Home » Subtle Ole Gunnar Solskjaer plays the United blame game in pre-match presser

Subtle Ole Gunnar Solskjaer plays the United blame game in pre-match presser

by Red Billy

Ole Gunnar Solskjaer has addressed what he thinks went wrong in Manchester United’s humiliating 0-5 defeat to Liverpool last Sunday using an analogy.

‘You see Tyson Fury when he gets knocked down a couple of times, it’s remarkable how calm and composed he is on the floor, counts to six, seven, eight and he gets up and goes again,’ he said at this afternoon’s press conference ahead of tomorrow’s Premier League clash with Spurs.

‘We got up too early and tried to sort it. Minds have to be better but we’ve had to look at different things as well, the communication has to be direct.’

So what does he mean with this cryptic explanation?

The Tyson Fury reference is clear. If you have been dealt a blow, stay calm, regroup and buy yourself a little time to recover. What he is saying is having fallen one, two goals down … or was it three, or four? … his United side did not stay calm, they ran like headless chickens to try to equalise (or cut the deficit to one, or two, or three goals), leaving too much space and the defence too exposed.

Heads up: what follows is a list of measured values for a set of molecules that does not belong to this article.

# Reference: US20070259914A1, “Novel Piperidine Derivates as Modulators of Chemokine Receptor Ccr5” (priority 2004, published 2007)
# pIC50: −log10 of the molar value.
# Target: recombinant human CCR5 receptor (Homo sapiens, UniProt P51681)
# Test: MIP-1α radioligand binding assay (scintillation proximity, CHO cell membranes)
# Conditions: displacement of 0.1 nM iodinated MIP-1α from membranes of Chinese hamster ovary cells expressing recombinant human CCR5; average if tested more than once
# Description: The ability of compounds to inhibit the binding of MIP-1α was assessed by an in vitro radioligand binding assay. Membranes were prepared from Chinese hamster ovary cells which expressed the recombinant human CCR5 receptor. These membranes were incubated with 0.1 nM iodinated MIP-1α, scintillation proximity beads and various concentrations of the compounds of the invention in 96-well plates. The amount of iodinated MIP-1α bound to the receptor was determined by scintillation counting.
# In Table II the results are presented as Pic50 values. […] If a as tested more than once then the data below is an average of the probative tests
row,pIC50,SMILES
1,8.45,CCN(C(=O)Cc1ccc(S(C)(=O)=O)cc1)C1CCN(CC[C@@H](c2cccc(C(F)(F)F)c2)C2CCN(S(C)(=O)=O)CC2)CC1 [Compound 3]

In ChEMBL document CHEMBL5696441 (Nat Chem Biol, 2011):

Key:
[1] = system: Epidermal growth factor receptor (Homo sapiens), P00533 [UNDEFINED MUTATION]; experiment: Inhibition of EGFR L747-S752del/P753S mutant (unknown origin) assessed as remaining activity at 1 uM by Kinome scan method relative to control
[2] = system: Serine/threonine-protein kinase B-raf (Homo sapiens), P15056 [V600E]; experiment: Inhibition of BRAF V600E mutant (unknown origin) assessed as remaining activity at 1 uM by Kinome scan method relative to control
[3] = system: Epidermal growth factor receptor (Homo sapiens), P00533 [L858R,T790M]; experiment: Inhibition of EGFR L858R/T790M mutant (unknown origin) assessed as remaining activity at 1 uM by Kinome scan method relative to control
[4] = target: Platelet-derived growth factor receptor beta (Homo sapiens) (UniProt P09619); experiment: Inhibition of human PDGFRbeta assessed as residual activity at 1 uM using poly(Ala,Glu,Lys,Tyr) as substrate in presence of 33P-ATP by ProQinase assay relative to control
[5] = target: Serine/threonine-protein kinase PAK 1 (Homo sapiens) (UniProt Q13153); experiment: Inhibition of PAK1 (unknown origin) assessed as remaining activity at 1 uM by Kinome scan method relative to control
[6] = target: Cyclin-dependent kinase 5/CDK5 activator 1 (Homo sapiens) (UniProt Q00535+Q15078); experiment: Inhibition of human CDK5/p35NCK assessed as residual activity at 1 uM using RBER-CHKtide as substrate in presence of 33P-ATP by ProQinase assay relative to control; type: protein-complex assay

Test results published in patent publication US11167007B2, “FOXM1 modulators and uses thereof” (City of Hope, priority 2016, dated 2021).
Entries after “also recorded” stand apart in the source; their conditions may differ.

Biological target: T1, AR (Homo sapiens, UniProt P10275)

He is blaming the players for abandoning the tactics, not himself for the tactics.

But what of the second part of the quote – ‘the communication has to be direct’? Is Solskjaer suggesting some sort of Chinese Whispers-esque failure? That can only mean ‘I told Kieran (McKenna)/Michael (Carrick)/Mike (Phelan) to give the players this instruction, but they did not receive it. Next time I will shout it to them myself, personally.’

It is hard to glean any other meaning from his words. And if that is the meaning, then Ole is saying ‘It’s either the coaches’ faults for not relaying my instructions correctly, or the players disregard or disrespect or do not understand those coaches as well as they do me.’

Either way, he is blaming others and not taking responsibility. It makes you wonder what the brilliant bit of wisdom was that his minions failed to get across that would have made the outcome completely different. It must have been quite something.

Everybody loves Ole even if they think he is out of his depth. A genuinely nice guy. A smiling, cheerful fellow that gets on with everyone. But is he?

Here he is, throwing everyone but himself under the bus. But smiling all the way as he does so, the little charmer.

So, what do you call a baby-faced assassin when he grows up? Just an assassin.

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